Is the vaccine safe to get for people who have autoimmune diseases & fibromyalgia? If it's safe, will our pain get worse & our flares be worse than normal?
Before I answer the question, it is important to note that we have very little direct evidence specifically looking at COVID-19 vaccine safety and efficacy in people with rheumatic and musculoskeletal diseases or autoimmune diseases including fibromyalgia. So, the American College of Rheumatology convened a task force of experts to look at the scientific evidence that is available on COVID-19 vaccines as well as what is known on other vaccines in patients with rheumatologic and autoimmune diseases. These experts developed a guidance for COVID vaccine use in patients with these disorders and for COVID vaccine timing in people who are on immunomodulatory therapies. Of course, if you have any specific questions about your own circumstances, please have a discussion with your healthcare provider.
So the following information comes from this expert guidance.
First, to answer a question perhaps that was not asked here but is key to consider whenever someone is thinking about the risks and benefits of any treatment is how important is it that you get the treatment in question, in this case the COVID vaccine.
The COVID vaccination is definitely recommended for patients with rheumatologic and autoimmune disorders, particularly since these patients are considered to have a higher risk for hospitalization and worse outcomes from COVID itself compared to the general population. The experts acknowledge that there is variability among the different disorders and that there are differences in severity of rheumatologic and autoimmune disease progression that confer different levels of risk to individuals when it comes to COVID, but in general, the experts agreed that as a group, individuals with rheumatologic and autoimmune disorders are at increased risk of more severe COVID disease.
So, what do we know about the effectiveness of the vaccine response in patients with rheumatologic and autoimmune disorders? The experts agree that there may be a blunted response to the vaccine in patients who are on systemic immunomodulatory therapies and that the vaccine response may not last as long compared to the general population. The reason for this is because such therapies diminish the immune response, as they are supposed to do to help control the autoimmune disease, but as a consequence, could also diminish the immune response to the vaccine itself. To what extent, if at all, we do not know. Nevertheless, any protection, whether full or partial, from the vaccine is better than no protection at all.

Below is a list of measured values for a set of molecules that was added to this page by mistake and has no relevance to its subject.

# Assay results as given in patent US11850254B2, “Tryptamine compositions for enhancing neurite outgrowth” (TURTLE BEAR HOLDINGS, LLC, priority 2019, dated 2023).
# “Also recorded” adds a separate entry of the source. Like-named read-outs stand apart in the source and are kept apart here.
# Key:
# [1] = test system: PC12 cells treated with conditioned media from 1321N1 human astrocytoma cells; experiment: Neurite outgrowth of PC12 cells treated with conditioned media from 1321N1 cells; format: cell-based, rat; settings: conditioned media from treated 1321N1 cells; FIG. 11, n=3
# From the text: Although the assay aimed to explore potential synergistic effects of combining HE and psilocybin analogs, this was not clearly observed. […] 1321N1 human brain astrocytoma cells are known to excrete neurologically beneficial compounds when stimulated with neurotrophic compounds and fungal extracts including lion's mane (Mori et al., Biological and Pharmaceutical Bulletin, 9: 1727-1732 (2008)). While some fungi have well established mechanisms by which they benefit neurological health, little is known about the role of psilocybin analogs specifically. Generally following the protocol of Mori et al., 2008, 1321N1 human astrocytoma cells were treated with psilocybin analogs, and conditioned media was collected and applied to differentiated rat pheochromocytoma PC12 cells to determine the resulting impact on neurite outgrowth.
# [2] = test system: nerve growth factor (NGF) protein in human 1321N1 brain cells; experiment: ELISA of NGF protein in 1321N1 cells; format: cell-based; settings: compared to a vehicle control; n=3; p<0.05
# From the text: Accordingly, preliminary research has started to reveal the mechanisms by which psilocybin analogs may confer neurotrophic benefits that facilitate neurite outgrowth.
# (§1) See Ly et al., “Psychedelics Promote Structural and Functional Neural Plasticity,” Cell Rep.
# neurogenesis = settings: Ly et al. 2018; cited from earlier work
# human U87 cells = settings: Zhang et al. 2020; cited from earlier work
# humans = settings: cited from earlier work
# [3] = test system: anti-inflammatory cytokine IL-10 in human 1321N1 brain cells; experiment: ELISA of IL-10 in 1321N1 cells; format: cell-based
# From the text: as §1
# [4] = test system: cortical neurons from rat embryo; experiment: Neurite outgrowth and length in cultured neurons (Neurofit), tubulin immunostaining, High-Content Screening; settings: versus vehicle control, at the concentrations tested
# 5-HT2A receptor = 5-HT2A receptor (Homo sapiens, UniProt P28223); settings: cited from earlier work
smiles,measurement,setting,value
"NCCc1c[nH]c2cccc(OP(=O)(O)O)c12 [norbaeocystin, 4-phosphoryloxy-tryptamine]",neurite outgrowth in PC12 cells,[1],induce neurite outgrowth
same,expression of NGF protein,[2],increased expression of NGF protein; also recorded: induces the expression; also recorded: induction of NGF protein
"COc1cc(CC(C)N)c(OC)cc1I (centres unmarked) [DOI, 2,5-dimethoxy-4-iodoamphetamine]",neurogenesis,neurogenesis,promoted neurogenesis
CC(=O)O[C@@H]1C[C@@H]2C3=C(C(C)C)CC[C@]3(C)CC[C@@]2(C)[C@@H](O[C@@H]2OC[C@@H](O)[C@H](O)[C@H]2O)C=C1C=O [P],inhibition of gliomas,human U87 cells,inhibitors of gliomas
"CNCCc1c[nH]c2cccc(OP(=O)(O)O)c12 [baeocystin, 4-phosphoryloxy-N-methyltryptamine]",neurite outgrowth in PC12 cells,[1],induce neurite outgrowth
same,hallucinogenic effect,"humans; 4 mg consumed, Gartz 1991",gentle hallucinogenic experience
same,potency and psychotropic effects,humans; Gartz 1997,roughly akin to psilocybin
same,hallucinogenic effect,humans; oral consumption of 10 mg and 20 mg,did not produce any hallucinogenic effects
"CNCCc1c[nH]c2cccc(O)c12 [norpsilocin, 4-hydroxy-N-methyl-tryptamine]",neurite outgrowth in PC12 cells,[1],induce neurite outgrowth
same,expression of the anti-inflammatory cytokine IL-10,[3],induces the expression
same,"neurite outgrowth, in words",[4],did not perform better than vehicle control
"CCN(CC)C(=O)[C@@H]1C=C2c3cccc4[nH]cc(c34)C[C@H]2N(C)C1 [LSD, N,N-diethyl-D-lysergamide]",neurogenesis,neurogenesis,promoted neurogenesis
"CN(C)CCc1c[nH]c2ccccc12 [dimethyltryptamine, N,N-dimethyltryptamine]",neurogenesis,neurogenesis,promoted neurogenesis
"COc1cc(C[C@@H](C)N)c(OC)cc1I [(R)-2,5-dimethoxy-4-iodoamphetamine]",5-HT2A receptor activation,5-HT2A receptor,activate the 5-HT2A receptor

Regarding safety of the vaccine, it is not expected to be any less safe than it is for the general population, keeping in mind that these vaccines are meant to elicit a reaction from our bodies—they are highly reactogenic vaccines—and so many people experience injection site pain, headache, muscle aches and pains, fever and chills. And these are good side effects—just signs that the vaccine is working, allowing the body to mount that immune response we want to protect us from COVID in the future. People who are younger and people after the second shot tend to experience more of these side effects. We are also seeing people who have had COVID infection in the past having a stronger side effect reaction after the first shot. But, remember that these side effects are expected, they occur within the first 1-2 days after the vaccine is given, and tend to last 1-2 days on average, so don’t be scared if you experience them.
Now, what about a possible flare occurring after receiving the vaccine? There is a theoretical risk that a flare or worsening of the disease could happen after getting vaccinated. We do not have good scientific evidence supporting this risk, other than it being a theoretical one. But, the benefit of getting vaccinated and being protected from getting COVID-19 outweighs the potential theoretical risk of a flare.
Last, in general, for the majority of the medications and immunomodulatory therapies you may be on for your rheumatologic and autoimmune disorders, no changes need to be made. Timing of the vaccination in relation to the therapies, however, may need to be coordinated, so please check with your healthcare provider on when you should receive your vaccine in relation to your treatments.
Dr. Marwan Haddad, Community Health Center